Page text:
TikTok has managed to establish itself with over 1 billion users globally, a milestone surpassed only by Facebook, YouTube, WhatsApp, Instagram, and WeChat. It has been reported that an average global user spends an impressive 31 hours and 14 minutes on TikTok each month, surpassing other social platforms such as Instagram (13 hours and 49 minutes) and even YouTube (27 hours and 21 minutes). Obviously then, brands are keen on harnessing the power of UGC on TikTok to engage the new social-savvy consumers.

TikTok’s features like the TikTok Creative Exchange and Creator Marketplace, streamline connections between creators and brands, making it just the platform for influencer marketing.

Navigating the creators’ economy through these trends

This report highlights some innovative strategies that will help brands navigate the exciting influencer marketing space in the coming months.

Trends like harnessing cultures, niche content and live shopping events are about to cause a creative stir in the creator space and we can’t wait to see how brands will embrace and leverage these trends.

This report also underscores the importance of authenticity, diversity, and AI integration in influencer campaigns going forward. All of these will be key content strategies for brands to form authentic connections with their target audiences.

Marketing in its Marketing Efficiency Ratio (MER) era

ROAS is not the North Star metric you thought it was!

Return on Ad Spend (ROAS) just isn’t good enough as a measure of your marketing efforts—even if you are brand advertising on one platform. In-platform reported ROAS is inherently flawed, misleading and at best only 70% accurate.

ROAS is a marketing performance metric that calculates revenue generated by your ad campaigns. However, it has shortcomings.

  • It is channel-specific: ROAS is simply too focused on individual channel reporting, failing to account for the entire customer journey across multiple touchpoints.
  • Vanity metrics: ROAS often leads to misleading conclusions if not considered within the broader context of overall marketing performance.

Instead, your brand needs a metric that is able to measure your marketing’s overall impact on real business outcomes; across platforms.

That overall impact is your Marketing Efficiency Ratio (MER)

Simply put, MER is total revenue (for your business) divided by total ad spend for all channels (Facebook, Google, etc.) Essentially, it is the average ROI across all channels.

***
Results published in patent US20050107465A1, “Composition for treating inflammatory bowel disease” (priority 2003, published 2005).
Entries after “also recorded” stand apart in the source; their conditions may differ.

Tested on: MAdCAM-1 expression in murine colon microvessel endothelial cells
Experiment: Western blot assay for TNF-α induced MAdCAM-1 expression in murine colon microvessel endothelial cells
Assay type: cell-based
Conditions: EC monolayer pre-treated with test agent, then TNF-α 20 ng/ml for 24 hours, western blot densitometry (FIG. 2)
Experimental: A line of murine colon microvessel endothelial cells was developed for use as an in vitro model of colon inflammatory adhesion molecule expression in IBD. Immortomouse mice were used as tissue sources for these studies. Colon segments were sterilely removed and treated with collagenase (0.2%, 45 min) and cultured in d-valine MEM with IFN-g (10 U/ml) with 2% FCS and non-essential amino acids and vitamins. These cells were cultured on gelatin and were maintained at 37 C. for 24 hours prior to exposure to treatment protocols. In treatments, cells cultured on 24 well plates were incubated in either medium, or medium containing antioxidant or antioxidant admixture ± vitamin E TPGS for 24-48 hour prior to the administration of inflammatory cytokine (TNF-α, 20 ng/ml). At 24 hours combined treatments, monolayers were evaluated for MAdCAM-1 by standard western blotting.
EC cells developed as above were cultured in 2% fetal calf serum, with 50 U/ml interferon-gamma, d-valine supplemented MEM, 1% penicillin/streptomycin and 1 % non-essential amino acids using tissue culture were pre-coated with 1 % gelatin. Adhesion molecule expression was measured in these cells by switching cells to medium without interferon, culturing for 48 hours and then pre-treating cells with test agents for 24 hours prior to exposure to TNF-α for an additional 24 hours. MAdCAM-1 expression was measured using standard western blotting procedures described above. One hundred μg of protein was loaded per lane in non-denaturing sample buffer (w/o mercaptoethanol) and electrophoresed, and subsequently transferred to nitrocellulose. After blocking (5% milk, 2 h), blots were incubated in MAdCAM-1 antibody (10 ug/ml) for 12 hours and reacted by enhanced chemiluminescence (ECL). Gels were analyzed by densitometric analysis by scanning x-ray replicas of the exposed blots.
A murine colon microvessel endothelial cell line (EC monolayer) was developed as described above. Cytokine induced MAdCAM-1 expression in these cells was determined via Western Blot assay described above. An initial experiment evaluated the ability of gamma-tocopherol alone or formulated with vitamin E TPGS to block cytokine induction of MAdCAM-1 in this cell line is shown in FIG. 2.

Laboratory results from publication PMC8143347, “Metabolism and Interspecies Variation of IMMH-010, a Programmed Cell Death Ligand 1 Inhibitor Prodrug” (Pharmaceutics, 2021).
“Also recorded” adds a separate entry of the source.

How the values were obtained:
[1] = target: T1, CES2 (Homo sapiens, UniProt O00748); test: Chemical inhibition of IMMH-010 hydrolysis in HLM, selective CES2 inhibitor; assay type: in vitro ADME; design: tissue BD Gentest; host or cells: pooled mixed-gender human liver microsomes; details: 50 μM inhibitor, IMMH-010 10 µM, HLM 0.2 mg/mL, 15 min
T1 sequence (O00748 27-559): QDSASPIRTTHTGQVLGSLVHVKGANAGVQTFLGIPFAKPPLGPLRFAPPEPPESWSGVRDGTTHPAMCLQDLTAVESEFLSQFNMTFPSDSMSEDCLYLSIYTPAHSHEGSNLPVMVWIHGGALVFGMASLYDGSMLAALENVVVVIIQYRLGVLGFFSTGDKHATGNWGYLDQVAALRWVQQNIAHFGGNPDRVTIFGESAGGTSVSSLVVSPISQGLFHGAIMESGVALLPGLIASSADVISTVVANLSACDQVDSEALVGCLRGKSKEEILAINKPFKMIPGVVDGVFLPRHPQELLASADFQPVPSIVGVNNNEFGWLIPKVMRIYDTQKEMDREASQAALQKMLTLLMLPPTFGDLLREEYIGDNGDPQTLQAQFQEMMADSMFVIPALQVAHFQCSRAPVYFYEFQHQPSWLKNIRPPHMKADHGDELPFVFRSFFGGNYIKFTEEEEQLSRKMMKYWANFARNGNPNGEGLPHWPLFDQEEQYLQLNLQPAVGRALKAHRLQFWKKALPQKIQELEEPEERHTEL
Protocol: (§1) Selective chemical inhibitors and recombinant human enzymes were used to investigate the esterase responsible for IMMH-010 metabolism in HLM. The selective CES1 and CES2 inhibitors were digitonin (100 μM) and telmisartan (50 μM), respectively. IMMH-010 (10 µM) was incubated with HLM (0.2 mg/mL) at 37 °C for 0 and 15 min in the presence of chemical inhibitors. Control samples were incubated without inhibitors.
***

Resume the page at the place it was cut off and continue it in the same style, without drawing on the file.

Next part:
In this article, we dive deep into why MER is the metric you need to be tracking over ROAS, how to measure and optimise it, and how to use it to win the war of attention in your market.

But first, what is the difference between the two metrics and where and when should they be used?


ROAS (Return on Ad Spend)

  • Purpose: Measures the revenue generated per dollar spent on individual ad campaigns.
  • Usage: Best for analysing the performance of specific marketing campaigns or comparing the profitability of different ad initiatives.

MER (Marketing Efficiency Ratio)

  • Purpose: Assesses the overall efficiency of all marketing efforts combined across various platforms.
  • Usage: Ideal for evaluating the comprehensive efficiency of your entire marketing strategy.


Both MER and ROAS are crucial for assessing marketing effectiveness and can be utilised to inform your marketing strategy, evaluate campaigns, and track ROI.

  • ROAS: Offers an in-depth understanding of the performance of specific campaigns and creatives.
  • MER: Provides a holistic view of overall marketing performance, capturing the efficiency of all combined marketing campaigns.

While ROAS focuses on individual campaign effectiveness, MER delivers a broader perspective on the collective impact of your marketing activities.

In the war for attention, your approach is key!

Whatever the size and shape of your advertising campaigns, it’s important to analyse and measure them well to maximise your ROI.

Whilst there is value in taking a detailed approach to analysing the performance of each creative in your ad campaigns there is greater value in being able to view your ad campaigns as more than standalone creatives.

For instance, there have been cases where we assessed the performance dashboards of multi-channel campaigns and stressed over the 15% week-on-week drop in ROAS for one channel, only to find out that conversions had increased by 45% on another channel and that the overall revenue had grown by 20%. All of which in totality are great results.

ROAS therefore does not facilitate the multi-channel approach that is required to stay ahead of the curve in the marketing paradigm of 2024. While ROAS can tell you how much revenue any specific ad spend is driving, it does not take into account the user journey across all touchpoints that contribute to the final conversions.

Customer journeys are unpredictable and can follow various paths

In no particular order, your customers might…

  • See your Meta ad in the wild
  • Google your brand
  • Google your product
  • Compare prices on Amazon
  • Visit your website
  • Check your socials… then get distracted
  • See your ad… AGAIN, with a lot more interest this time
  • Visit your website again and add to the cart
  • May or may not abandon the cart
  • See your ad yet again
  • Revisit the website and cart
  • Finally, convert

If we look at the customer journey mapped above; we know that customers typically interact with more than one ad campaign and more than one channel before buying into a brand. MER is a metric that takes into account the total value generated by your marketing strategy across all platforms.

The relationship between MER and your attribution model

ROAS can only credit sales to the very last touchpoint, discrediting all the crucial steps that came before. This is especially true now that GA4 only offers two attribution models: last click and data-driven.